patient (III:1), his father (II:1), and his grandfather (I:1)
harbored a 162 kb-deletion in region 2p21.1 in heterozygosis.
Using long-range PCR and primer-walking (Appendix 1),

we characterized the deletion, which was between positions


38,187,289-38349505 of genomic DNA from chromosome 2
(ref. NC_000002.11); between these positions, a sequence of
70 bp was inserted. This 70-bp fragment has 98.5% identity
with positions 37,824,812-37824872 of chromosome 2. The
162-kb deletion comprises a partial portion of the FAM82A1
gene (all except 10 kb of the 5 region of the gene), the
complete LOC100288457 gene, and the complete CYP1B1
gene. The father and grandfather remain asymptomatic.
The index patient of family ICO-39 (not shown)
had JOAG and carried the known mutations c.1103G>A
(p.Arg368His) [37] and p.Thr404fsX30. His relatives were
not available for this study. In index patient IV:4 of family
ICO-84 (Figure 2), with severe PCG, we detected only the
known mutation p.Arg368His in heterozygosis. When we
performed the analysis in her relatives, we detected the previously reported missense mutation p.Glu229Lys in patient
IV:3, who had a mild form of JOAG, in compound heterozygosis with mutation p.Arg368His. We found that p.Glu229Lys
and p.Arg368His were also present in heterozygosis in other
asymptomatic relatives. p.Glu229Lys has been described in
POAG and juvenile-onset glaucoma, as a hypomorphic allele
and reduces the abundance of the enzyme [13]. In patient
IV:5, we found the mutation p.Arg368His with the previously
reported mutation c.1344_1345delG (p.Asp449fsX6) [27],
in compound heterozygosis. This patient had severe PCG.
The Arg368His mutation was also found in heterozygosis
1717

Molecular Vision 2013; 19:1707-1722 <http://www.molvis.org/molvis/v19/1707>

in patient II:2 of family EMEIGG-20004 (Figure 3). The


p.Arg368His mutation has been associated with GLC3A and
glaucoma, and could act in digenic early-onset; this mutation
may act as a modifier of the MYOC mutant phenotype [13].
However, no MYOC mutation was found in carriers of the
Arg368His mutation.
T he previously repor ted mut ation c.171G>A
(p.Trp57Stop) [28] and the novel variation c.1385_1390insT
(p.Ser464PhefsX12) were found in patient IV:1 of family
EMEIGG-10004, who has PCG. p.Trp57Stop has been
previously described [38] in a patient with Peters anomaly,
a congenital abnormality that shows a wide range of histopathological changes, including glaucoma (more than 50%
of subjects develop glaucoma in childhood). In this family,
no other relatives were available for the study.
In family EMEIGG-12008, we found that the index
patient (II:1), who has JOAG, was a carrier of the mutation
c.534_535delG (p.Ala179ArgfsX16) and the novel duplication c.1403_1429dup that creates the variation p.Arg468_
Ser476dup. An additional mutation p.Arg368His together
with p.Ala179ArgfsX16 was found in his mother (I:2), who
has POAG. The combination of these two mutations may
explain the phenotype differences in the mother and the son.
Curiously, patient II:2 is a carrier of mutations p.Arg368His
and p.Arg468_Ser476dup; at the moment, she remains
asymptomatic, but she is being examined more frequently as
some initial peripapillary nervous fiber loss has been documented with OCT. Presumably, she could develop glaucoma
in the future.
Finally, the change c.241T>A (p.Tyr81Asn) was found in
three index patients with POAG: patient III:2 of family ICO-18
(Figure 2), patient I:2 of family ICO-64, and the index patient
of family HCL-21 (not shown). However, in these families
no second mutation in CYP1B1 was found. The p.Tyr81Asn
mutation was first described in a family with POAG [30] and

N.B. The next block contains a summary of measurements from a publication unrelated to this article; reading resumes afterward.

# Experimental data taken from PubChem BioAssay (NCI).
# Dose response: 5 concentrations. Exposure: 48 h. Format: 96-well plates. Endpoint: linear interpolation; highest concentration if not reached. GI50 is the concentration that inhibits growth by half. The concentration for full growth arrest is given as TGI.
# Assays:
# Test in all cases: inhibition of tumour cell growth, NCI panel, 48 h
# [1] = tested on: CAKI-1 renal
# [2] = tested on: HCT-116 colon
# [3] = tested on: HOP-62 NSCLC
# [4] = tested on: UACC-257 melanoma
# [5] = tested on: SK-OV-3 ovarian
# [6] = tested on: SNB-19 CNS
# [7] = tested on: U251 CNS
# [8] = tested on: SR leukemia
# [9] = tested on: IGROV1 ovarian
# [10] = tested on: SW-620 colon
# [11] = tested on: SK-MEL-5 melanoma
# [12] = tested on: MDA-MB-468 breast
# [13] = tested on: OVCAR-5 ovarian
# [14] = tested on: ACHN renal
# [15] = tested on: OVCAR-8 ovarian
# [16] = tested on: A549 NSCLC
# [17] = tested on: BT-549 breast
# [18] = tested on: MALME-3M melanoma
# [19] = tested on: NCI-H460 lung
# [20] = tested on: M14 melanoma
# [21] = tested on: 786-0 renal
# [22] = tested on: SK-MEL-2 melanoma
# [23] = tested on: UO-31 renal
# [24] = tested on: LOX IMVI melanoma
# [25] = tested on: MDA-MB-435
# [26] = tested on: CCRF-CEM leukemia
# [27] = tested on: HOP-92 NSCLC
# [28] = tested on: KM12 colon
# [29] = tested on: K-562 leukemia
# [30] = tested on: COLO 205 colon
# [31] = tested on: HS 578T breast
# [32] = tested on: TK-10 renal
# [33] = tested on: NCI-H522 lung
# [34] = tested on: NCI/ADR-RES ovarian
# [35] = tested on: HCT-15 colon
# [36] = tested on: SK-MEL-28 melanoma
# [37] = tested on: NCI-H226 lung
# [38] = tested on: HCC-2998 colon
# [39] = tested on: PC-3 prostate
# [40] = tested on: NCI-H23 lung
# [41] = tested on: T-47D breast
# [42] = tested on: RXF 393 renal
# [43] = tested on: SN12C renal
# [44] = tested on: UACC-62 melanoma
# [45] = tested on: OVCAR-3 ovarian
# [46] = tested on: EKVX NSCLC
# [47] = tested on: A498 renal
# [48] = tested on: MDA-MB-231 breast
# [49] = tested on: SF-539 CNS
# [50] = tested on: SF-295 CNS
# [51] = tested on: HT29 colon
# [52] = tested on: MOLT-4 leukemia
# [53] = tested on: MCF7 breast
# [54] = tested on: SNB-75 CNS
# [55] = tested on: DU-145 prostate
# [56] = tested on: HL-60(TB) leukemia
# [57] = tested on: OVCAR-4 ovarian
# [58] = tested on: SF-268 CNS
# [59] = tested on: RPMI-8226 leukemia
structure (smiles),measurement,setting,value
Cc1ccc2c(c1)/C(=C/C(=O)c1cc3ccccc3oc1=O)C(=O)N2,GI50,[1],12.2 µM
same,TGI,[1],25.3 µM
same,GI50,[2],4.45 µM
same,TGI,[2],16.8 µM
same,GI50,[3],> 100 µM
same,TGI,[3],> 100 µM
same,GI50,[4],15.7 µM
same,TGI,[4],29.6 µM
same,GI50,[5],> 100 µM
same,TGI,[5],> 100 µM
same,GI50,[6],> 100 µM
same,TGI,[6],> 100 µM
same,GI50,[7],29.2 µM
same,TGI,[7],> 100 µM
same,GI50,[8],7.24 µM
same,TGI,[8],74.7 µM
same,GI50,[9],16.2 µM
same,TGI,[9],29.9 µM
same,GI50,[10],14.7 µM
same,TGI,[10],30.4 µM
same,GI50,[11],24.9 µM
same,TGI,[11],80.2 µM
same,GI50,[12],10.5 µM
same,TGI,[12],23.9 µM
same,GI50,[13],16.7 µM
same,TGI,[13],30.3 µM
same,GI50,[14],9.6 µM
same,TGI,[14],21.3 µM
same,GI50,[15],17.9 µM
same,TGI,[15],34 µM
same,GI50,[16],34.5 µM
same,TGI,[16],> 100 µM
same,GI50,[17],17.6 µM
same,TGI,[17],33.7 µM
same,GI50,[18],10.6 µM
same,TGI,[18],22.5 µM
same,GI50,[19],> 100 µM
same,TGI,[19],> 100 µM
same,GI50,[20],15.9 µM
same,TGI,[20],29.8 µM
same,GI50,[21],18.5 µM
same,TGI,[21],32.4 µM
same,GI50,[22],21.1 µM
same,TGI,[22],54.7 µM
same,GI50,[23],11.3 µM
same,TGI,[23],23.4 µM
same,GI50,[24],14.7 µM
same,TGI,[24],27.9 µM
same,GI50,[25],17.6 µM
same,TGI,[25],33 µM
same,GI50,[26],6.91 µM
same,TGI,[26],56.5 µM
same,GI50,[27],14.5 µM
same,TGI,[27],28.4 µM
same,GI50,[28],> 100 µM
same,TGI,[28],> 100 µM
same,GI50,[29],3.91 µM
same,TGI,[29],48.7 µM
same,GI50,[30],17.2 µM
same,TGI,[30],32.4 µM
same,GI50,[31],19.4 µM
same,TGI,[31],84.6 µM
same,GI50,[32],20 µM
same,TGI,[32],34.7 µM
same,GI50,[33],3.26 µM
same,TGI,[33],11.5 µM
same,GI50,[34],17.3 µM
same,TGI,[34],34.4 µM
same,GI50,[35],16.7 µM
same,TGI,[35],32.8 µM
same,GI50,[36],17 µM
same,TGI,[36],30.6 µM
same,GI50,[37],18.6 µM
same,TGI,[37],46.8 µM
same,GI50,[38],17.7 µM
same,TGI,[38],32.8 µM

seems to be pathogenic. However, in family ICO-18, although
the individual III:5 had an aggressive form of pseudoexfoliative glaucoma that required trabeculectomies in both eyes,
one carrier of the mutation (III:2) has POAG, and another,
IV-4, has pigmentary dispersion syndrome (PDS) and OHT.
Patient IV:1, who does not carry the mutation, has OHT. The
p.Tyr81Asn variation proved to be uncertain as the cause of
glaucoma in these families.
Analysis of cytochrome P450, family 1, subfamily B, polypeptide 1 mutations in patients with Axenfeld-Rieger syndrome:
Two mutations were detected in two index patients with
ARS. Patient I:1 (family ICO-65) presented the previously
reported PCG-associated mutation c.1328C>G that generates
the change p.Ala443Gly [39], but his son, II:1, does not carry

2013 Molecular Vision

the variation. Both had ARS. This demonstrates that in this


family the ARS phenotype is probably not associated with
this variation. p.Ala443Gly has been described in GLC3A and
POAG, but the variations pathogenicity has not been demonstrated [12]. We also detected the variation p.Glu229Lys in the
index patient of family ICO-96 (not shown), who had ARS.
Unfortunately, no other relatives were available for genetic
screening.
DISCUSSION
A genetic base for glaucoma pathogenesis has been established [1,8,40]. In this study, we included Spanish index
patients with a positive family history of glaucoma or OHT.
Whenever possible, affected relatives of index cases were
included. All the patients and asymptomatic relatives included
in this study underwent a complete ophthalmologic examination. This enabled us to classify the glaucoma patients in the
different phenotypes shown in Table 2. To investigate the
incidence of mutations in genes associated with the different
phenotypes of glaucoma, we checked for mutations in MYOC
and CYP1B1 in a large cohort of a Spanish population.
Mutations in MYOC have been reported to cause POAG
through a dominant trait. MYOC is the major candidate
gene for glaucoma thus far [41]. However, in our survey, we
detected relatively few mutations in this gene (4.4% in the
families studied) causing familial glaucoma.
We found a novel MYOC variant, p.Glu218Lys, in a
patient with POAG with a mild glaucoma phenotype that
was also detected in her daughter, who had OHT with initial
OCT alterations as the only symptom of glaucoma to date.
This variation has been previously described in monkeys [42],